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I am often asked to write a requirements document for a new piece of work. I write requirements using user stories. The list of requirements is then used as a contract with the client denoting the functionality that will be delivered. The temptation them becomes to add more and more detail and more and more stories in an attempt to define a water-tight specification that rules out any expensive mistakes.

The problem is user stories just don't seem well suited to this task. Can anyone offer any clarification on the role of user stories? For example, is the same user story appropriate for client, programmer and the author of a functional spec?

Regressing a little, perhaps I'm also asking what is the best way to define a contract of what will and will not be delivered in a software project?

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2 Answers 2

Even the United States federal government can't write water-tight software specifications.

There's a natural conflict in contract work. The developer wants to be paid a reasonable amount, while the customer wants to know what the software will cost.

If the customer has no idea what they want, the first project should consist of developing a requirements document. The contractor and customer should negotiate small, achievable projects that eventually get to the working software project. That way, both parties feel comfortable with the process.

If the customer has a good idea what they want, and the contractor is reasonably sure he or she can develop what the customer wants, then images of screens and reports give both the customer and the developer a good idea of the scope of the development process.

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In my simplistic eyes, there are 2 general types of detailed 'artifacts' surrounding 'requirements' and 'scope' of a project, or a part of a project.

  • Requirements artifacts - what the customer needs / wants. Requirements are generally quite utopian, and will grow and change as the customer's business changes. User Stories, outputs of JAD sessions, Use Case Models, screen wireframes, and other documentation focused on the customer's point of view all fit here, IMO. The wording is typically in the domain of the customer or users of the system.
  • Contract Specification artifacts - watertight, itemized 'definitions' of all items which are to be delivered in scope of a contract. These include both functional and non functional 'specifications' (i.e. including qualities like performance, security, robustness, choice of technology, etc). A specification doesn't promise to meet all the customers requirements, and often a specification is limited to a partial piece of the system (e.g. a RUP 'generation' or iteration, but probably a bit more than an Agile Sprint). Specifications are much more technical in nature (e.g. will include interface definitions, performance commitments, and possibly 'signed off' screens). And as you've eluded, a contract is often best stated as what is NOT in scope of delivery. Any salesman knows that customers hate being told what they aren't going to get.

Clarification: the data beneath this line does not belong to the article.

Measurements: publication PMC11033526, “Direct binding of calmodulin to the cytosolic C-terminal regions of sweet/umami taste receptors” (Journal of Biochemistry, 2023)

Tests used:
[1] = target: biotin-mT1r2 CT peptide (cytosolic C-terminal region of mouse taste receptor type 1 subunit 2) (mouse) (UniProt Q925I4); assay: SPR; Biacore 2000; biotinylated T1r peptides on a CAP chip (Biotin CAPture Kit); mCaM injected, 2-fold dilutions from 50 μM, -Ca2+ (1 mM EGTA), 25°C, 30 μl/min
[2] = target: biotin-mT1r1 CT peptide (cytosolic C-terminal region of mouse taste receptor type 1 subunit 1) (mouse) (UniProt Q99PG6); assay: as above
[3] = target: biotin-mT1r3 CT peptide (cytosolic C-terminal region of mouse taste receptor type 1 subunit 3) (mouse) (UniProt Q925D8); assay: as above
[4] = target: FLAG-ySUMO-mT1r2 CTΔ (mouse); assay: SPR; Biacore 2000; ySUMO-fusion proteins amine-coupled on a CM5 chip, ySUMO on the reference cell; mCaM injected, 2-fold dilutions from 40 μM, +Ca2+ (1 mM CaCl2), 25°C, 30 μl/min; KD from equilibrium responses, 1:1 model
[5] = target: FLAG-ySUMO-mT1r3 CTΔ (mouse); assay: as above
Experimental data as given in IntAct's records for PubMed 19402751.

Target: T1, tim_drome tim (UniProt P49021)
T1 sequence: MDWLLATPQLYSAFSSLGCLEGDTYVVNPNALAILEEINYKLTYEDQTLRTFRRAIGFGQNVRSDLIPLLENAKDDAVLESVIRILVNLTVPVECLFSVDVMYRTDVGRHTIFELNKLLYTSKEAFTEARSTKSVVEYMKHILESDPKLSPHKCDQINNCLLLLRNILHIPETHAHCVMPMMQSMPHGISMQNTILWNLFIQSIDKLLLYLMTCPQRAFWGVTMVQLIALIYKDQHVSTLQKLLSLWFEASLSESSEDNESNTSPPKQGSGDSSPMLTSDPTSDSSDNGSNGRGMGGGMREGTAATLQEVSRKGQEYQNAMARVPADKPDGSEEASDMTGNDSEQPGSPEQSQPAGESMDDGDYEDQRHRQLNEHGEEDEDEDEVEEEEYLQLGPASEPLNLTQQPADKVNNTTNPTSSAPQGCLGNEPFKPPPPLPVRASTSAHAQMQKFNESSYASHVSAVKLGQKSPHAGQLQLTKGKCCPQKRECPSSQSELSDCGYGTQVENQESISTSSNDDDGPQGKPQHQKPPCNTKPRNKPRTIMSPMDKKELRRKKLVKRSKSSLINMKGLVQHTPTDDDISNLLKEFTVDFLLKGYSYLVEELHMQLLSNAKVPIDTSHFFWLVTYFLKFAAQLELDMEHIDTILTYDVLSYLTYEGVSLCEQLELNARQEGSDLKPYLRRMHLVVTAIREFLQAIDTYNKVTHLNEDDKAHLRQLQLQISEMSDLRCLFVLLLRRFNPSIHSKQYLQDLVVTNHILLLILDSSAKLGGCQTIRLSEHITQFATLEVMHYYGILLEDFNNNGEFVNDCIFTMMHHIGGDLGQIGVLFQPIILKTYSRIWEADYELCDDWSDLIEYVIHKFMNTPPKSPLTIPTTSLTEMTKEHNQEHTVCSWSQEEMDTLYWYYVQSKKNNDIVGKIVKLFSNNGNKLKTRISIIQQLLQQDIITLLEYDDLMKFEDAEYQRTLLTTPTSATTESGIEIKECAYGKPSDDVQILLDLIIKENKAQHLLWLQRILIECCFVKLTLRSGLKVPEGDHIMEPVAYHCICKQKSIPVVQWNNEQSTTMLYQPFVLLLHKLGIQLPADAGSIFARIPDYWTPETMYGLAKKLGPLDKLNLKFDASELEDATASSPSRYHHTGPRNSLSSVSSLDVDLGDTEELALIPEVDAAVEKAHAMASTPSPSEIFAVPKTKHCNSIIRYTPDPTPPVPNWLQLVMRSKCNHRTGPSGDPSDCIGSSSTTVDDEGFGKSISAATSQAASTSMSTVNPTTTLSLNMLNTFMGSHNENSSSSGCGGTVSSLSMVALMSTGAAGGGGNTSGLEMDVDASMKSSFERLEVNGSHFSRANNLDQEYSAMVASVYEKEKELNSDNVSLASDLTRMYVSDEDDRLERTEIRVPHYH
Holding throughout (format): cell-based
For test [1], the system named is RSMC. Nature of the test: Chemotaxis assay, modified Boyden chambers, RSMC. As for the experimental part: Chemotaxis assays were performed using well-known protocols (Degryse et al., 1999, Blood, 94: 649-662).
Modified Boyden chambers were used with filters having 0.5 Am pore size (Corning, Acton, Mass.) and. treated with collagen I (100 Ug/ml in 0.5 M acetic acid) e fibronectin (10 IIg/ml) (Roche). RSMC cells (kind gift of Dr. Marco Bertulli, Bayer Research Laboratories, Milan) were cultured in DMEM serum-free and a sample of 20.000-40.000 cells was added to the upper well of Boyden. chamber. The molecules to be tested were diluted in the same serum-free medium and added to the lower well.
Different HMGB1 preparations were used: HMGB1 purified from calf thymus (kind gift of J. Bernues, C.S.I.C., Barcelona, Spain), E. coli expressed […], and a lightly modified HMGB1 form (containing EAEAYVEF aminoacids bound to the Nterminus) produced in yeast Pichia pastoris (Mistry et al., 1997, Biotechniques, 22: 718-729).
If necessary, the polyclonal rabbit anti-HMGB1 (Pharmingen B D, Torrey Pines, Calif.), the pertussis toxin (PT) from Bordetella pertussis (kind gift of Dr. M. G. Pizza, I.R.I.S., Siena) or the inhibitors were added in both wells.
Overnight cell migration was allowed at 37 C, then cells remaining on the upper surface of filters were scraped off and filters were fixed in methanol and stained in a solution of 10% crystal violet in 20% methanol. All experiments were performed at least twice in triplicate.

On a fixed price project, it is suicidal for the developer to agree at the requirements level, yet at the same time, it can be very difficult for a developer to recover the cost of a specification, and you will often scare away unsophisticated customers with specifications - they often view it with skepticism due to the technical jargon and legal angle of the document. But with sophisticated customers (e.g. those used to dealing with highly technical projects, e.g. NASA, ESA etc) this level of definition isn't a problem at all. But the additional formality comes at a cost - delays are often incurred while the documentation goes to and fro until it is finalized.

As a result, I believe the general idea is to move engagements with most customers away from fixed price entirely, and toward a paid-time project development basis, using tools like Agile and Scrum to ensure that the team is delivering at maximum efficiency and transparency, and the team is usually closely integrated with the customer, e.g. on the customer's premises and / or with customer resources in the team. This way, the customer can 'see' that everyone is pulling their weight, the customer has the ability to change direction of the project in between sprints, and tangible, testable software is delivered at regular intervals. This way both parties can evade the 'Contract Specification' entirely, and work on a mutual trust basis.

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